This sets the scene:
There are two kids who are two and five years old, two young very energetic cats and one fish. I am at my daughter’s house at the coast, in Lotus Land where the climate is perfect and the sun shines smartly and the fog drifts from the sea over God’s Lucky Sun Tanned People.
I am baby-sitting for fifteen days while my daughter Summer and her husband are in Australia.
DAY 1, Wednesday:
Lexi who is five, screams and screams and clutches her mother as she and her dad are leaving to catch the plane.
“No matter what happens!” she chokes out, “no matter what happens, I will always, always love you. No matter what happens!”
Summer and I exchange looks over Lexi’s head. Summer has had anxieties about the long trip and the long time away from her kids. She has mentioned that two year old Loch has told her over and over how much he loves her, which he has never done before.
I have told her to take a Xanax and relax but she hasn’t and is leaving ‘cold turkey.’
The back yard is torn up and has been for months. Summer has told the handsome, young contractor who formally worked for my sister Candy, that he must have everything completed and set back to rights by Friday “as my mother is an older grandmother and she has anxieties. If you doubt that, just ask her sister.” !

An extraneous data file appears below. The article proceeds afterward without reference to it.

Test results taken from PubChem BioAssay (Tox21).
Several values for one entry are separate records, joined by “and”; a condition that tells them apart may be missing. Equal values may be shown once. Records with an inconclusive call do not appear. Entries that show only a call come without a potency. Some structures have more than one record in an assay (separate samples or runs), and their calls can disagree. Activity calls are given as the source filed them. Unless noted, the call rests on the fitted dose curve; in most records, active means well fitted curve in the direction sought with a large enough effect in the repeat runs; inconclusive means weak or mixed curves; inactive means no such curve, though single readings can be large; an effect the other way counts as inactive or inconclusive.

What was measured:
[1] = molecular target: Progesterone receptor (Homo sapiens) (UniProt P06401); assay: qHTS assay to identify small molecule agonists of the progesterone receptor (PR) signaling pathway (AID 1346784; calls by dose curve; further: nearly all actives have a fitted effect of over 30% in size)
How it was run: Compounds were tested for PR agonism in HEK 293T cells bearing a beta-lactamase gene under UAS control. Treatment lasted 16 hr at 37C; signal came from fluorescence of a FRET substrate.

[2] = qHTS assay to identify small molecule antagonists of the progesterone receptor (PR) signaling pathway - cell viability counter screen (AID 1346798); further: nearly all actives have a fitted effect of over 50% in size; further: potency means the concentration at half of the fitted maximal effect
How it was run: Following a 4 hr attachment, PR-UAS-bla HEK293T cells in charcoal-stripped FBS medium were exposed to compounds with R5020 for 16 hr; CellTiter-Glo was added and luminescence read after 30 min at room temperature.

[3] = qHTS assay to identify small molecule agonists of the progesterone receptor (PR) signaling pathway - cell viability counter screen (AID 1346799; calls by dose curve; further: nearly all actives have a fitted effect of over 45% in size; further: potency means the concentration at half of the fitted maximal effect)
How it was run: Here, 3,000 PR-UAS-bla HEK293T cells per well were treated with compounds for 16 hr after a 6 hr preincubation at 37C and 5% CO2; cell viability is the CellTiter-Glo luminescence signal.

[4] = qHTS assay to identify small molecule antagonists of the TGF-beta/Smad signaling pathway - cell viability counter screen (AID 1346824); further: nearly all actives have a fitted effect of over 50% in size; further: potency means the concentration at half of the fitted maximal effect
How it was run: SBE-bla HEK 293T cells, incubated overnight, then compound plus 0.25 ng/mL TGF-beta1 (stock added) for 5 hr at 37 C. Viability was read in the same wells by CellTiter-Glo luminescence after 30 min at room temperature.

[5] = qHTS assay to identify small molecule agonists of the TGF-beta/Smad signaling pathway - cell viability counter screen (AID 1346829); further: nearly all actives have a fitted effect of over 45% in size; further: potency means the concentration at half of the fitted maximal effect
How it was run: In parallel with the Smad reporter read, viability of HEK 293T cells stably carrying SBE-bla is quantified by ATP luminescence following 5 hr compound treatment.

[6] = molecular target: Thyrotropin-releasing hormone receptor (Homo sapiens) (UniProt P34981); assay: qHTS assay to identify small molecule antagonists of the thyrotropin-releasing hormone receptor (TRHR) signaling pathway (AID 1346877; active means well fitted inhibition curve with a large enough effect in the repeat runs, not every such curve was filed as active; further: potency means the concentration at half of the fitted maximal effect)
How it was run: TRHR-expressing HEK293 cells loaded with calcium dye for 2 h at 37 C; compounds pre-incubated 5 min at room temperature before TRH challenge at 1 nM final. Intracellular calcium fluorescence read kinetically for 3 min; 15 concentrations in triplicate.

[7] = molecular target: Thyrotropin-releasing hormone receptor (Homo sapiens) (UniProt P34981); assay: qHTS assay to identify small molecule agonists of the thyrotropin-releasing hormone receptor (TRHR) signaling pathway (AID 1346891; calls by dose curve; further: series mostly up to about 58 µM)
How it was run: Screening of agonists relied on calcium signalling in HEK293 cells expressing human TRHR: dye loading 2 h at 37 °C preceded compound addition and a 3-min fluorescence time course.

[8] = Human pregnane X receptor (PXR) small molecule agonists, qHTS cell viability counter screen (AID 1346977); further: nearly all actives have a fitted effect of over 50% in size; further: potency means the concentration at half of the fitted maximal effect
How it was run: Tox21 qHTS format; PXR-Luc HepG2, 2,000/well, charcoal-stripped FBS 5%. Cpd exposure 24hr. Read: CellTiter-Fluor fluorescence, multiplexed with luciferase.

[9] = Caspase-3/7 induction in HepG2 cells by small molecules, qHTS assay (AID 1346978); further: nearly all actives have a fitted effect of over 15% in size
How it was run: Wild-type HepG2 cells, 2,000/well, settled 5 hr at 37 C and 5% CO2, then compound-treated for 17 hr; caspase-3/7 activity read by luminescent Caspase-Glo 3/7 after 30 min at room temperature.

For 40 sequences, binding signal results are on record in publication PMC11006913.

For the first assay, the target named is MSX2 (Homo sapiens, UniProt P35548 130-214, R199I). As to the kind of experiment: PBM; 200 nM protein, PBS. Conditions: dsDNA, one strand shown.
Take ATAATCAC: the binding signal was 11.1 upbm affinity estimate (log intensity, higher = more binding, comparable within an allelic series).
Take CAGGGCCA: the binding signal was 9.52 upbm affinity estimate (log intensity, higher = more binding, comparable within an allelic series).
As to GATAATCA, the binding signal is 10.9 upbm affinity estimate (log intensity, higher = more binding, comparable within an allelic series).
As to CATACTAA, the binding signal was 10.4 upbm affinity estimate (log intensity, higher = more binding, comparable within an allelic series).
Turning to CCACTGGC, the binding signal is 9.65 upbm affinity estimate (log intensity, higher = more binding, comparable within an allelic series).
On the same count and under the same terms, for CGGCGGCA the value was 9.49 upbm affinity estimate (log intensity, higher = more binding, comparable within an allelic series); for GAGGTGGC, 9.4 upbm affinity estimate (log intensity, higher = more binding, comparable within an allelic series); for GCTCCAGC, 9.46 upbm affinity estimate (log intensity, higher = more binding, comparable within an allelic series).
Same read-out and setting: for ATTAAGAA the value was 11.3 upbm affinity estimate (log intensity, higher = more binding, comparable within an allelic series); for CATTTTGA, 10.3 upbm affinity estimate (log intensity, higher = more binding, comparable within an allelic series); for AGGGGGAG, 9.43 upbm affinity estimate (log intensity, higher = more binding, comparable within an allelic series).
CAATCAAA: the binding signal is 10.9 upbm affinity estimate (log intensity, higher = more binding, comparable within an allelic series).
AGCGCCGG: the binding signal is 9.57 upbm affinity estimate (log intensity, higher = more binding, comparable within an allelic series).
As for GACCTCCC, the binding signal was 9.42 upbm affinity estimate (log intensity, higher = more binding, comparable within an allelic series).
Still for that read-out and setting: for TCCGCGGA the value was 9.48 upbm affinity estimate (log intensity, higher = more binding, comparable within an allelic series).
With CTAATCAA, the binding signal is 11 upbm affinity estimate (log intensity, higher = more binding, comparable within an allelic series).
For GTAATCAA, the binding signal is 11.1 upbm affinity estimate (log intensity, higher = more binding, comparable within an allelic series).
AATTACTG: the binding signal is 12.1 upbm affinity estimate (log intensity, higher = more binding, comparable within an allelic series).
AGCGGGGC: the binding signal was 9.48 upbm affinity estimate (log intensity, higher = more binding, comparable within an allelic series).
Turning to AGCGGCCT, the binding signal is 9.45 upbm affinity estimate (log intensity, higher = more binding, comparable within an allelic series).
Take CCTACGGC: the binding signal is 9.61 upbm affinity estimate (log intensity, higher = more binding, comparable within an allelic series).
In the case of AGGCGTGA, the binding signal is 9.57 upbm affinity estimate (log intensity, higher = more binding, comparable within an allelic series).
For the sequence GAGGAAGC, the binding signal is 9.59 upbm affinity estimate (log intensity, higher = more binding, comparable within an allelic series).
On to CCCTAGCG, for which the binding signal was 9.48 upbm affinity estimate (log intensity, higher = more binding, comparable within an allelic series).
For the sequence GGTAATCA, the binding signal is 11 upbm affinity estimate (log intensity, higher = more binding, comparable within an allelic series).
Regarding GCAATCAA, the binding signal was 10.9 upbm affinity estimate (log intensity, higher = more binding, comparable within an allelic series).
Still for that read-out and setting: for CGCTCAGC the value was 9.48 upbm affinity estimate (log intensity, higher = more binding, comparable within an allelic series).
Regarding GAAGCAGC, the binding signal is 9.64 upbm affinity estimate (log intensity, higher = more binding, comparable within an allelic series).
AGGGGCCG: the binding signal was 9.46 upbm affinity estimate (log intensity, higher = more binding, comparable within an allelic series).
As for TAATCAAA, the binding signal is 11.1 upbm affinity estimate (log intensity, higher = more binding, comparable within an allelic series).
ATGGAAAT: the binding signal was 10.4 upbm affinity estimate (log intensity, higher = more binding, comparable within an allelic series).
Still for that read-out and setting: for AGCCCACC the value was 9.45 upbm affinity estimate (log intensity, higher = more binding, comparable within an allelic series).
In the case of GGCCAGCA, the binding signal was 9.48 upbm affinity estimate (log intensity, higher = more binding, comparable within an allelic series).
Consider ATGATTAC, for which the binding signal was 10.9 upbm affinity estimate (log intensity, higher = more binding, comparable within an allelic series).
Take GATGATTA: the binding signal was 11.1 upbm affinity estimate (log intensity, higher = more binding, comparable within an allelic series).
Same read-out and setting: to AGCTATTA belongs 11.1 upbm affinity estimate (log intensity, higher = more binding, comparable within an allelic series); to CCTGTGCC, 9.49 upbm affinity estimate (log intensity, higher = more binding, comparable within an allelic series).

When I strenuously object to this verbal picture of me, she says, “Oh Mom, I just want to make sure that he cleans up everything like he said he would.”
Later, Lexi sleeps with me in the big bed and the two new cats race over us all night, only pausing to bite our toes and grab out legs with their claws.
DAY 2, Thursday:
Loch has had diarrhea ‘like water’ for a number of days and thank heaven, it finally slows. Both kids eat all day long like wild horses.
Summer arrives in Australia and emails, “We’re having a wonderful, relaxing time. I should have used that Xanax you gave me when I really needed it.”
Aside from the cats keeping us up much of the night, Lexi is still demanding that I wear pajamas and not wear a nightgown to bed.
I wear the nightgown.
“BaBa, do you have underpants on under that?”
“Then, I can’t sleep with you! You know how I am! I will have to sleep on top of the covers!”
“Fine. Do that.”
DAY 3, Friday: Loch comes up to me and announces, “I have a big poop.”
Indeed he does. The diarrhea is entirely finished. His mother will be so pleased with The Big Poop News.
There is much screaming and loose ‘fits’ by the kids all day and refusals to eat the foods we have in the house.
There is much excitement for Loch in the early morning when the ‘Big Cement Truck’ comes to pour concrete in parts of the back yard. Loch notes over and over, “All the hard working men!”
At lunch, he refuses to eat “The Man Soup,” I offer him. I realize later he has misheard ‘minestrone soup.’
I am trying to get a bit of rest from the constant chaos when Lexi tells me she has accidently locked us out of the office where I have my computer which is my link to her mother, in Australia.